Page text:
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O.T. Could this photo be real?

Discussion in 'General Motorcycling Discussion' started by scooter, Jan 30, 2006.

  1. Shark Attack :eek:

  2. yeah, recognised that straight away
  3. I'm no marine biologist but I believe a great white attacks with its eyes closed in the initial strike. With a shark that big the person wouldn't look so healthy if the shot was taken after the initial strike.
  4. Eyes closed? Sharks have eyelids???
  5. i'm not sure but that looks like a pic that the daily telegraph ran a few weeks ago when all the furore over the shark nets was in the news. i could be wrong though...
  6. thats not a shark either .
    if its a sydney beach its a turd .
  7. I don't think sharks can close their eyes at all
  8. What happens when they sneeze?
  9. roflmao!
  10. With what???, i don't think they have noses either.
  11. Great White sharks don't close their eyes. They lack a nictitating membrane and, to protect the pupil, they roll their eyes back presenting a toughened pad on the back of the eyeball. At this point the shark is blind.

    They also do this when sneezing.
  12. That's very unkind, Glen!

    Actually it's a picture of an unsuspecting newbie on Netrider, name your own shark! :LOL:
  13. all the sharks on here are gummys :)
    bark is worse than there bite :grin:
  14. Thanks for clearing that up Chairman. I knew closed wan't the right wording but couldn't remember wether the eyes turned around or moved back behind the skin. Far to knackered to bother finding out. :oops: :)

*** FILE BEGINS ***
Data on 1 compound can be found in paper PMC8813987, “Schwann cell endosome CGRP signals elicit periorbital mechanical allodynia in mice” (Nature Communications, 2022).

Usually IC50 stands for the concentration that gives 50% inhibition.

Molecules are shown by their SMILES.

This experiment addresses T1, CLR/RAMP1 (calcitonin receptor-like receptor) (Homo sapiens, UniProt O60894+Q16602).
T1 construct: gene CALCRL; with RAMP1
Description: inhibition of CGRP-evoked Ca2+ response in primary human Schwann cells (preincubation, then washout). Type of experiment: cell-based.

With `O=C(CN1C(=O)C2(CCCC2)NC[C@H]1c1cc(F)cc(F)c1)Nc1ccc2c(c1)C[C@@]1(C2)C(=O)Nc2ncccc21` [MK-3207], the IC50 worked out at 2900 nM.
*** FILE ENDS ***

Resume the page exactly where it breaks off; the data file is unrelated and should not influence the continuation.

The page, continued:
This thread reminded be of an old one on ksrc. It has some damn good pics.
  15. Kayak Fisherman Harassed by Shark

    I got a phone call from a very shaken kayak fisherman who was recently harassed by a very large shark while fishing around 800 meters offshore on the east coast of Northland.

    The shark started it's relentless harassment of the kayak while the fisherman was hauling in a boat longline (yes it was one of ours) with fish on. The shark was taking or mauling the fish on the longline right under the kayak as the line was being hauled in.

    In a bit of a panic and keen to put some distance between himself and the agressive shark, the fisherman quickly cut away the longline and accidentally sliced himself deeply above the knee in the process, this cut bled profusely.

    The fisherman, obviously shocked by all this, then paddled very slowly away from the longline. Unfortunately, once the line was cut the shark shifted all of it's attention onto the kayak, it started by circling, and then bumping against the kayak. Occasionaly the shark would submerge only to come up from the depths and bump into the kayak from below.

    The fisherman then put all of his remaining bait and burley into a plastic bag and tossed it well away from the kayak in the hope that this would divert the sharks attention, it almost worked as the shark went over to investigate the cause of the splash where the bait bag had landed, but to his horror it returned seconds later.

    During the worst parts of the harrassment the fisherman was nearly knocked out of the kayak by the shark several times and had to put his legs over the side and into the water to regain balance.

    He also vomited several times during the attack, probably due to the shock of being exposed to a serious and life threating situation for such an extended period of time.

    In all the shark hit the kayak between 15 and 20 times with different parts of it's anatomy including the body, dorsal fin and tail.